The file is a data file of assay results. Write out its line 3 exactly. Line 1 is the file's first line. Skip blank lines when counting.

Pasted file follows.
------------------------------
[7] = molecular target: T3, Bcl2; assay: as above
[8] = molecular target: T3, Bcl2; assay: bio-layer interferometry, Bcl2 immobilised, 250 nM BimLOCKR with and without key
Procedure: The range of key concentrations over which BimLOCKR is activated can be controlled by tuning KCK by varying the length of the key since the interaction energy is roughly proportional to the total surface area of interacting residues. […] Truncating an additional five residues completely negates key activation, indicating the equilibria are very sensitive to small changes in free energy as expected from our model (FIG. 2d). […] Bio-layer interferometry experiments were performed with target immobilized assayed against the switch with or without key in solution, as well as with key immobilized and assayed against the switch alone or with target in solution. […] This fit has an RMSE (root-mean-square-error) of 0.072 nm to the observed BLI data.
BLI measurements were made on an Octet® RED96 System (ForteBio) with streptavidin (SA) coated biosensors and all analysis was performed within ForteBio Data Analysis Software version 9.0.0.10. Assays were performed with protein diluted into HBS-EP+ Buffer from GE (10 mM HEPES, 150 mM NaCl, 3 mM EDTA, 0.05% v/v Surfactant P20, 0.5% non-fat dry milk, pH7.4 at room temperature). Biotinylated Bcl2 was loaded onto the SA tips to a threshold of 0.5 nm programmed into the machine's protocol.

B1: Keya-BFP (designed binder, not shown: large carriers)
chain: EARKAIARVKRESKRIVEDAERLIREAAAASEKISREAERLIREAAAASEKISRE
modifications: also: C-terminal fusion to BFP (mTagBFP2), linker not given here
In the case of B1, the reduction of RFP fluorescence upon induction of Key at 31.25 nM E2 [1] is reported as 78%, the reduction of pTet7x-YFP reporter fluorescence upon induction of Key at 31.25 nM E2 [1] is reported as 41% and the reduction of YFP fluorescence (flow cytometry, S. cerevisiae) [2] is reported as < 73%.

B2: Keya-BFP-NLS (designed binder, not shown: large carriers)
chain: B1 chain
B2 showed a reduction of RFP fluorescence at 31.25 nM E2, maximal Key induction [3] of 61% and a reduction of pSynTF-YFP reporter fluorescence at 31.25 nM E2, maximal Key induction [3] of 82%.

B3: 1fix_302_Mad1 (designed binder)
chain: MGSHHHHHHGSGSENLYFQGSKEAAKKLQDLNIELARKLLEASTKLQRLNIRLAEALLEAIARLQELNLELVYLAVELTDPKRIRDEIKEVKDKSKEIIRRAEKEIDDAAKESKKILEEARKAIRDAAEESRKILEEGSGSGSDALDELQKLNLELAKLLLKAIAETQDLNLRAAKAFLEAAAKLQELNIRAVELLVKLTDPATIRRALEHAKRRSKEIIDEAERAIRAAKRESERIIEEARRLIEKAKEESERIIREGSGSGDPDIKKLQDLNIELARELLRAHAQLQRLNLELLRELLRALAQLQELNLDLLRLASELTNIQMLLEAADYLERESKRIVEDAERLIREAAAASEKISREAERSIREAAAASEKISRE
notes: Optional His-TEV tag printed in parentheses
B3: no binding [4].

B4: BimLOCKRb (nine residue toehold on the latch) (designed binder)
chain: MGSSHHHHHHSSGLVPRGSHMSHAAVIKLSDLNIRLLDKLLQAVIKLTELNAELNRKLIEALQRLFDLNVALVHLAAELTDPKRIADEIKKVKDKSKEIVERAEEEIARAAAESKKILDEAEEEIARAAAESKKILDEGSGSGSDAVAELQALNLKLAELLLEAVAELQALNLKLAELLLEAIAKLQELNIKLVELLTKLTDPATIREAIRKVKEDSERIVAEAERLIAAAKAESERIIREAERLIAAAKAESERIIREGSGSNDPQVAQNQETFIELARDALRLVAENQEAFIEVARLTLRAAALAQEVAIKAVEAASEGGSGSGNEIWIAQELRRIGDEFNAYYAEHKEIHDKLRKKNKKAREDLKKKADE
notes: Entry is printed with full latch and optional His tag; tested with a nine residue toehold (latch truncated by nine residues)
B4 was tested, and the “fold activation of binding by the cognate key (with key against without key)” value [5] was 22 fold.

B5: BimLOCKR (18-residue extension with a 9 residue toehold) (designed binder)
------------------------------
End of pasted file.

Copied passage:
Procedure: The range of key concentrations over which BimLOCKR is activated can be controlled by tuning KCK by varying the length of the key since the interaction energy is roughly proportional to the total surface area of interacting residues. […] Truncating an additional five residues completely negates key activation, indicating the equilibria are very sensitive to small changes in free energy as expected from our model (FIG. 2d). […] Bio-layer interferometry experiments were performed with target immobilized assayed against the switch with or without key in solution, as well as with key immobilized and assayed against the switch alone or with target in solution. […] This fit has an RMSE (root-mean-square-error) of 0.072 nm to the observed BLI data.